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Rock and Roll Music


Source: http://en.wikipedia.org/wiki/Rock_and_Roll_Music
Updated: 2017-06-29T18:36Z
"Rock and Roll Music"
Single by Chuck Berry
from the album One Dozen Berrys
B-side"Blue Feeling"
ReleasedSeptember 1957 (1957-09)[1]
Format7" 45-RPM, 10" 78-RPM
RecordedMay 6 or 15, 1957, Chicago, Illinois[2]
GenreRock and roll
Length2:30
LabelChess 1671[1][2]
Songwriter(s)Chuck Berry
Producer(s)Leonard Chess, Phil Chess[2]
Chuck Berry singles chronology
"Oh Baby Doll"
(1957)
"Rock and Roll Music"
(1957)
"Sweet Little Sixteen"
(1958)
"Oh Baby Doll"
(June 1957)
"Rock and Roll Music"
(September 1957)
"Sweet Little Sixteen"
(January 1958)

"Rock and Roll Music" is a 1957 hit single written and recorded by rock and roll star Chuck Berry. The song has been widely covered and is recognized as one of Berry's most popular and enduring compositions.[3] In the fall of 1957, his recording reached number 6 on Billboard magazine's R&B Singles chart and number 8 on its Hot 100 chart.[4]

The song has been recorded by many well-known artists, including Bill Haley & His Comets, the Beatles, the Beach Boys (who had a top ten hit with the song on the Hot 100 in 1976),[5] Dickie Rock and the Miami Showband, REO Speedwagon, Mental As Anything, Humble Pie, Manic Street Preachers and Bryan Adams. Berry performed it on December 16, 1957, on ABC's short-lived variety program The Guy Mitchell Show.

In 2004, Rolling Stone magazine ranked Berry's version number 128 on its list of the "500 Greatest Songs of All Time".[6] The song is also included in the Rock and Roll Hall of Fame's 500 Songs That Shaped Rock and Roll.[7]

Chuck Berry original

Recording

The sessions for "Rock and Roll Music" took place on either May 6 or May 21, 1957, in Chicago, Illinois. The session was produced by Leonard Chess and Phil Chess. Backing Berry were Lafayette Leake (piano), Willie Dixon (bass), and Fred Below (drums).[2]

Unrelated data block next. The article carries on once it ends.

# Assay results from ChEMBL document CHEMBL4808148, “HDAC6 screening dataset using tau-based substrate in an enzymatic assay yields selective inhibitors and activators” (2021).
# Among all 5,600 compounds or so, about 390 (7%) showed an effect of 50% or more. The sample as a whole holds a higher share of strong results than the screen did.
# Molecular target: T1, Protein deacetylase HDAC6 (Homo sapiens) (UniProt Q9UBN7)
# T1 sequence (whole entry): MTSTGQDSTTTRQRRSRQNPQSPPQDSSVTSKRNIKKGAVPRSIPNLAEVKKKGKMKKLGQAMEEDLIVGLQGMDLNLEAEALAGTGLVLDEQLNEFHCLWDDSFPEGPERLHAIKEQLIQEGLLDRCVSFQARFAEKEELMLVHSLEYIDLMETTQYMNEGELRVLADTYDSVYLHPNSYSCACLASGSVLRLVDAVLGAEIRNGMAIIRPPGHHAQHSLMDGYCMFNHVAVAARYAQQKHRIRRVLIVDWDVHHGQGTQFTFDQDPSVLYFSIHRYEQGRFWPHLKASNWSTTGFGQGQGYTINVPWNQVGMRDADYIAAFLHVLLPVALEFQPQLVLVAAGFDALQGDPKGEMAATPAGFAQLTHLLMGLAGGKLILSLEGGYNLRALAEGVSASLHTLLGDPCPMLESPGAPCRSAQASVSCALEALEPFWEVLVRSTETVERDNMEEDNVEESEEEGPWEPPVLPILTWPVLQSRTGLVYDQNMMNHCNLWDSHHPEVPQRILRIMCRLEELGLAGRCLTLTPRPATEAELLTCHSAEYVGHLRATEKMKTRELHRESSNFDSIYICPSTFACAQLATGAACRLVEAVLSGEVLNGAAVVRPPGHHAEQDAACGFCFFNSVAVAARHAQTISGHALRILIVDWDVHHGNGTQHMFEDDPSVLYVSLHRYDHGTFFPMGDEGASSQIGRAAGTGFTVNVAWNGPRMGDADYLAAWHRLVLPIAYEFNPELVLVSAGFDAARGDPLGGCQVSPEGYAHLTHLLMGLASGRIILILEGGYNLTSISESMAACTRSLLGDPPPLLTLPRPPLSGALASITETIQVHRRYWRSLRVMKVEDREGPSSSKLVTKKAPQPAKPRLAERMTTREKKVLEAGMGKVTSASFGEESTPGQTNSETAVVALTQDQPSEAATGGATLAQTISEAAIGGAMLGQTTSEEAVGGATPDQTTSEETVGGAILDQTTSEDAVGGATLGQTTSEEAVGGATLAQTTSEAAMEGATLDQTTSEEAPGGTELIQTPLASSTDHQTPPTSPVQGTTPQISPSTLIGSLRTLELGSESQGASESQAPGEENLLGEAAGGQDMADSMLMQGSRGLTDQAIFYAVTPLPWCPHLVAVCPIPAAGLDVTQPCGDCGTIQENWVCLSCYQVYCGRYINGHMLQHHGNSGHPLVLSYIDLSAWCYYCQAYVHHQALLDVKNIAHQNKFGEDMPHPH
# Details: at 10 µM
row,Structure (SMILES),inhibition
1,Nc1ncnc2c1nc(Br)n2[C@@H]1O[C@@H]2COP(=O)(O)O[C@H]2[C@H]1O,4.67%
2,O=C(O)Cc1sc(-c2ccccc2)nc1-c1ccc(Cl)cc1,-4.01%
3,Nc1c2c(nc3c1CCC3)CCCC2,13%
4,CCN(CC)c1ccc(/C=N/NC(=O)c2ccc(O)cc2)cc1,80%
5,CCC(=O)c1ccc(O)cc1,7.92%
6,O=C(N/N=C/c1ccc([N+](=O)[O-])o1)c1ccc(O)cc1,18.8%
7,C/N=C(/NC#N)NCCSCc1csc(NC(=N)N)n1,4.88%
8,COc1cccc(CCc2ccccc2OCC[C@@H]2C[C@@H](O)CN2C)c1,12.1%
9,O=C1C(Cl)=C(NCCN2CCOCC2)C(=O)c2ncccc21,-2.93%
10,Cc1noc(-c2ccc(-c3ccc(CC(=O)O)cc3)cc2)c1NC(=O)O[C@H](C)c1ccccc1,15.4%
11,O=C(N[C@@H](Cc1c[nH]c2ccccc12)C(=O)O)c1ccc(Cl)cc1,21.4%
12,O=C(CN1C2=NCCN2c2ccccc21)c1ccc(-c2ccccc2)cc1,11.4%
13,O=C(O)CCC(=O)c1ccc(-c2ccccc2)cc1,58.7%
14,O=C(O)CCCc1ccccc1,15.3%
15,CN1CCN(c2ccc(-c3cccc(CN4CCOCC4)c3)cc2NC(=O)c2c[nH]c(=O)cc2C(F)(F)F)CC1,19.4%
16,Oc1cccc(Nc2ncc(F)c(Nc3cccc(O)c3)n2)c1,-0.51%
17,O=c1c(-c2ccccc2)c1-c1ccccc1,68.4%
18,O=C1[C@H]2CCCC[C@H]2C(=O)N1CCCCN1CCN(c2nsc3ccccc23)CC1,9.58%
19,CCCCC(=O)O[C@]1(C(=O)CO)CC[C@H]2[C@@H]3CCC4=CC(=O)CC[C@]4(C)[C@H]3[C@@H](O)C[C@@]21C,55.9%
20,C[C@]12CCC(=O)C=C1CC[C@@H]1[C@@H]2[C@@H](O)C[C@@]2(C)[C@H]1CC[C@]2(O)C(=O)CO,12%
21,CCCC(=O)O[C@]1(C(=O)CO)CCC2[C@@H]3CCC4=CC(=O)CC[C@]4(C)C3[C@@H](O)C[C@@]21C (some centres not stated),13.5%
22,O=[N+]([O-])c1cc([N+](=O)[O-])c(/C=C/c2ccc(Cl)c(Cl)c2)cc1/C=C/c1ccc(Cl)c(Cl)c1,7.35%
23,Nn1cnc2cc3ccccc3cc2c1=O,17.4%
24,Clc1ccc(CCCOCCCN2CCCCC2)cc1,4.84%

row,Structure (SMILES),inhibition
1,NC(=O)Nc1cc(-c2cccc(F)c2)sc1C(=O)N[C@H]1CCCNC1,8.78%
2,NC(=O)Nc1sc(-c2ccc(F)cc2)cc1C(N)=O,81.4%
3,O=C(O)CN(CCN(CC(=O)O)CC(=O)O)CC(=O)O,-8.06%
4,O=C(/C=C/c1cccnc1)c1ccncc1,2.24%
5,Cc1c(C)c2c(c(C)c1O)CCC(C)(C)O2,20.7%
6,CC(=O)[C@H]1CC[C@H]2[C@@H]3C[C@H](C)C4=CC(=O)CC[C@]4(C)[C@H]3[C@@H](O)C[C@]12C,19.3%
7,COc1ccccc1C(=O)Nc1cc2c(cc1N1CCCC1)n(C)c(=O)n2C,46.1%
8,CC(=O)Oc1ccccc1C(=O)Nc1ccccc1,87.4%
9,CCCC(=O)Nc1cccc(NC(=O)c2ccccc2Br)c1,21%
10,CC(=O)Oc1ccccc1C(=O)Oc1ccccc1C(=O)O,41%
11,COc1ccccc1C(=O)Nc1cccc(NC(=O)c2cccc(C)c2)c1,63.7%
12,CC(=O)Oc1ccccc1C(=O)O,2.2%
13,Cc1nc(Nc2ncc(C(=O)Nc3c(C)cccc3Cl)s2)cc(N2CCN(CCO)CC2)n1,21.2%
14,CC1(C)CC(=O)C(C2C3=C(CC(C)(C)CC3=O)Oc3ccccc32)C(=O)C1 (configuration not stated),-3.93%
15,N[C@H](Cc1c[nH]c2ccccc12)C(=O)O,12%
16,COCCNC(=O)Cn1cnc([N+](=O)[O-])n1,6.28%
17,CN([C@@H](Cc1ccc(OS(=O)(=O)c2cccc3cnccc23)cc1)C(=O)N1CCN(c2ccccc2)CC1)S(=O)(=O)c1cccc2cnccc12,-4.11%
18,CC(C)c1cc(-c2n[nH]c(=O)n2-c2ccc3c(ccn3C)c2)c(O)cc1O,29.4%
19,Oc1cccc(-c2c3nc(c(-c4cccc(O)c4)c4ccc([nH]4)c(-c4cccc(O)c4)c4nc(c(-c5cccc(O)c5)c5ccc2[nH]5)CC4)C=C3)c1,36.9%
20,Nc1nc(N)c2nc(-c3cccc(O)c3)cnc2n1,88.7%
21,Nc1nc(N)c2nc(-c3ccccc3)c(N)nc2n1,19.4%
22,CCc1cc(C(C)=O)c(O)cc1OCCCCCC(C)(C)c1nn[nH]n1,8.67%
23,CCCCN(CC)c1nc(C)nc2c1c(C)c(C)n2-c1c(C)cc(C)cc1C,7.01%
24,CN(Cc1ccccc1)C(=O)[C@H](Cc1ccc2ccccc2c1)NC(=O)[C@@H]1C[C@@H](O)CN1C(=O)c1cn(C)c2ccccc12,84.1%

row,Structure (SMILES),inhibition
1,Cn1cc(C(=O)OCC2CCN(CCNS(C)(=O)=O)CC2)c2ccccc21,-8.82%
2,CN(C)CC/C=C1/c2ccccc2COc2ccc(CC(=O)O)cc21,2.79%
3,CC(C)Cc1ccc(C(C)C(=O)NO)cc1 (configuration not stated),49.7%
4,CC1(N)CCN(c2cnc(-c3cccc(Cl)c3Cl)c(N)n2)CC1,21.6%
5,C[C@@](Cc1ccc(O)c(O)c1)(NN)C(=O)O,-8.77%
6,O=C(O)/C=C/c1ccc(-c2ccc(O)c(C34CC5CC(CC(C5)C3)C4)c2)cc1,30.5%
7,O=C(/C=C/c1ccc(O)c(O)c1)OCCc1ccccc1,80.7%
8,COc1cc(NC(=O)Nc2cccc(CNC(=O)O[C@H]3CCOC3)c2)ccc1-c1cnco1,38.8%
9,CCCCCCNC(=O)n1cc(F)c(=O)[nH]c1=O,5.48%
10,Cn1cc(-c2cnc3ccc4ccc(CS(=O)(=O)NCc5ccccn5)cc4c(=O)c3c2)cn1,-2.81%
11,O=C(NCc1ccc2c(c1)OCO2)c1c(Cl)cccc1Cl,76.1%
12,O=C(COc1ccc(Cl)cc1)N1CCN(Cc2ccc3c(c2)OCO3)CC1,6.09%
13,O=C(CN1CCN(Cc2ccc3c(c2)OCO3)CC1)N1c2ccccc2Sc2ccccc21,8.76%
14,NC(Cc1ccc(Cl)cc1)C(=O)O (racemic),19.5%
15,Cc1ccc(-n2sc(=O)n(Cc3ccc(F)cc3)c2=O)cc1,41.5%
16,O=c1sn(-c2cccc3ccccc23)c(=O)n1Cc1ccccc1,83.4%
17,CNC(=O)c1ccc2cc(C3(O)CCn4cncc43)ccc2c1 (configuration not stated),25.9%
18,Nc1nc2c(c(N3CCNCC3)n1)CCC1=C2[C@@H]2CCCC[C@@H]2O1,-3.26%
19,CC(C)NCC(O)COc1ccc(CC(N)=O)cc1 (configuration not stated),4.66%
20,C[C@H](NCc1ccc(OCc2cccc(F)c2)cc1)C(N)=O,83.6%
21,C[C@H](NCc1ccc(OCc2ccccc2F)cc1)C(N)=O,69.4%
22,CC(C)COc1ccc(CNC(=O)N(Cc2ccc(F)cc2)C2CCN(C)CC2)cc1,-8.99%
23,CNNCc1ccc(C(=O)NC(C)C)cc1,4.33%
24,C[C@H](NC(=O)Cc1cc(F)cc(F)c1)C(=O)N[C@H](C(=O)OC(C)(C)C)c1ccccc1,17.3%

Release and chart performance

Sometime after the single was released in September 1957,[1] "Rock and Roll Music" reached #6 on Billboard magazine's R&B Singles chart and #8 on the Billboard Top 100 chart before the year's end.[4]

Single track listings

Chess 7" single

Side one
  1. "Rock and Roll Music"
Side two
  1. "Blue Feeling"

Chess 7" EP

Side one
  1. "Rock and Roll Music"
  2. "Blue Feeling"
Side two
  1. "Oh Baby Doll"
  2. "La Jaunda"

Chess 7" maxi single

Side one
  1. "Rock and Roll Music"
Side two
  1. "Johnny B. Goode"
  2. "School Days"

Golden 45 7" Single

Side one
  1. "Rock and Roll Music"
Side two
  1. "Sweet Little Sixteen"

The Beatles version

"Rock and Roll Music"
Rock and Roll Music - The Beatles.jpg
The Belgian single release of the song, backed with "I'm a Loser"
Song by the Beatles
from the album Beatles for Sale
ReleasedDecember 4, 1964 (1964-12-04)[8]
Recorded18 October 1964
GenreRock and roll
Length2:30
LabelParlophone
Songwriter(s)Chuck Berry
Producer(s)George Martin

The Beatles performed the song in many of their early Hamburg shows, and also played it on the BBC show Pop Go The Beatles. In late 1964, exhausted from non-stop touring and recording and short of original material, they decided to record several of their old rock and rhythm and blues favorites to fill out their LP release Beatles for Sale. Among these was a version of Berry's tune that eventually became as well known as the original. The lead vocal in The Beatles' version was performed by John Lennon. In contrast to Berry's even-toned rendition, Lennon sang it as loudly and dynamically as his voice would permit. In the United States, it was released on the LP, Beatles '65. The song was part of the set list for the group's final tour in 1966 - the performance from their June 30 show at the Nippon Budokan was included in 1996's Anthology 2 - and was also performed during the Get Back/Let It Be Sessions in January 1969.